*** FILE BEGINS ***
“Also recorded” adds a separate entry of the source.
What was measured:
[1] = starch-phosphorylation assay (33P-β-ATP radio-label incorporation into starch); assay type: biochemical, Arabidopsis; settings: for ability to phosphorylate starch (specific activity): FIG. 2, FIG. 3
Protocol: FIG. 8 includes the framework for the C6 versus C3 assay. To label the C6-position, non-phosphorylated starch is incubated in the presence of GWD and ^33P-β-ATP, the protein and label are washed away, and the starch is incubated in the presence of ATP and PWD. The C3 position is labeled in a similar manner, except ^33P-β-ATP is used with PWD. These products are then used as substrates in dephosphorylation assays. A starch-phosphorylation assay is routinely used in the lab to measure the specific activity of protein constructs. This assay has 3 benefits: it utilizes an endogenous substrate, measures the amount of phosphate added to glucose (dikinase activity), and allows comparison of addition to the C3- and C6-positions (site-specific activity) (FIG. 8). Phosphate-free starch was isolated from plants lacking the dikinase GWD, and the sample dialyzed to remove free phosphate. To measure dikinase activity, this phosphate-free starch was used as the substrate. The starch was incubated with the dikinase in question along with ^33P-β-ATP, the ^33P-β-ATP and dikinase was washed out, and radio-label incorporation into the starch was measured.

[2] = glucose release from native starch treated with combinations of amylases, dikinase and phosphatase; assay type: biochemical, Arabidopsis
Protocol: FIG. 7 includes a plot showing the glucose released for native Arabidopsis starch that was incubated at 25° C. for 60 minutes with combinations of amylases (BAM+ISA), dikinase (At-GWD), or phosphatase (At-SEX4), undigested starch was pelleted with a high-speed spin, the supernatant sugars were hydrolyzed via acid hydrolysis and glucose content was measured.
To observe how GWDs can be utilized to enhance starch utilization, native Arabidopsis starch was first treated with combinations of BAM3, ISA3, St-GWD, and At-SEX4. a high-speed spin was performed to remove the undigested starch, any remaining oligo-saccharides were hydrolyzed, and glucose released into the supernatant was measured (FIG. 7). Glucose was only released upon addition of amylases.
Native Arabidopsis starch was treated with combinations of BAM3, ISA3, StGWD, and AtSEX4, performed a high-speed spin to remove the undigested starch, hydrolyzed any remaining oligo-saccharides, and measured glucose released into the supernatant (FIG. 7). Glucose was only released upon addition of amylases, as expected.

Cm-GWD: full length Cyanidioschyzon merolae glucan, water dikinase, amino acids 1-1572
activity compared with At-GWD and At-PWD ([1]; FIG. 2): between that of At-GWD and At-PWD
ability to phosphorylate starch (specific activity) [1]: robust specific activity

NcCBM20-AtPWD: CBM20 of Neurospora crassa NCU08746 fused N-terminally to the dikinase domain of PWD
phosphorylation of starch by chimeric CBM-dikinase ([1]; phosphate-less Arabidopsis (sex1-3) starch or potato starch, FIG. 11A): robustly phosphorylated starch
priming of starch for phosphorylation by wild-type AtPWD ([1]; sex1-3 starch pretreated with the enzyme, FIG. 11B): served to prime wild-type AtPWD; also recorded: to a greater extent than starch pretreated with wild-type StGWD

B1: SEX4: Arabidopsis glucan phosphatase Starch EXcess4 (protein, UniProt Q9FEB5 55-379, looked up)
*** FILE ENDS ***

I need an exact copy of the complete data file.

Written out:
“Also recorded” adds a separate entry of the source.
What was measured:
[1] = starch-phosphorylation assay (33P-β-ATP radio-label incorporation into starch); assay type: biochemical, Arabidopsis; settings: for ability to phosphorylate starch (specific activity): FIG. 2, FIG. 3
Protocol: FIG. 8 includes the framework for the C6 versus C3 assay. To label the C6-position, non-phosphorylated starch is incubated in the presence of GWD and ^33P-β-ATP, the protein and label are washed away, and the starch is incubated in the presence of ATP and PWD. The C3 position is labeled in a similar manner, except ^33P-β-ATP is used with PWD. These products are then used as substrates in dephosphorylation assays. A starch-phosphorylation assay is routinely used in the lab to measure the specific activity of protein constructs. This assay has 3 benefits: it utilizes an endogenous substrate, measures the amount of phosphate added to glucose (dikinase activity), and allows comparison of addition to the C3- and C6-positions (site-specific activity) (FIG. 8). Phosphate-free starch was isolated from plants lacking the dikinase GWD, and the sample dialyzed to remove free phosphate. To measure dikinase activity, this phosphate-free starch was used as the substrate. The starch was incubated with the dikinase in question along with ^33P-β-ATP, the ^33P-β-ATP and dikinase was washed out, and radio-label incorporation into the starch was measured.

[2] = glucose release from native starch treated with combinations of amylases, dikinase and phosphatase; assay type: biochemical, Arabidopsis
Protocol: FIG. 7 includes a plot showing the glucose released for native Arabidopsis starch that was incubated at 25° C. for 60 minutes with combinations of amylases (BAM+ISA), dikinase (At-GWD), or phosphatase (At-SEX4), undigested starch was pelleted with a high-speed spin, the supernatant sugars were hydrolyzed via acid hydrolysis and glucose content was measured.
To observe how GWDs can be utilized to enhance starch utilization, native Arabidopsis starch was first treated with combinations of BAM3, ISA3, St-GWD, and At-SEX4. a high-speed spin was performed to remove the undigested starch, any remaining oligo-saccharides were hydrolyzed, and glucose released into the supernatant was measured (FIG. 7). Glucose was only released upon addition of amylases.
Native Arabidopsis starch was treated with combinations of BAM3, ISA3, StGWD, and AtSEX4, performed a high-speed spin to remove the undigested starch, hydrolyzed any remaining oligo-saccharides, and measured glucose released into the supernatant (FIG. 7). Glucose was only released upon addition of amylases, as expected.

Cm-GWD: full length Cyanidioschyzon merolae glucan, water dikinase, amino acids 1-1572
activity compared with At-GWD and At-PWD ([1]; FIG. 2): between that of At-GWD and At-PWD
ability to phosphorylate starch (specific activity) [1]: robust specific activity

NcCBM20-AtPWD: CBM20 of Neurospora crassa NCU08746 fused N-terminally to the dikinase domain of PWD
phosphorylation of starch by chimeric CBM-dikinase ([1]; phosphate-less Arabidopsis (sex1-3) starch or potato starch, FIG. 11A): robustly phosphorylated starch
priming of starch for phosphorylation by wild-type AtPWD ([1]; sex1-3 starch pretreated with the enzyme, FIG. 11B): served to prime wild-type AtPWD; also recorded: to a greater extent than starch pretreated with wild-type StGWD

B1: SEX4: Arabidopsis glucan phosphatase Starch EXcess4 (protein, UniProt Q9FEB5 55-379, looked up)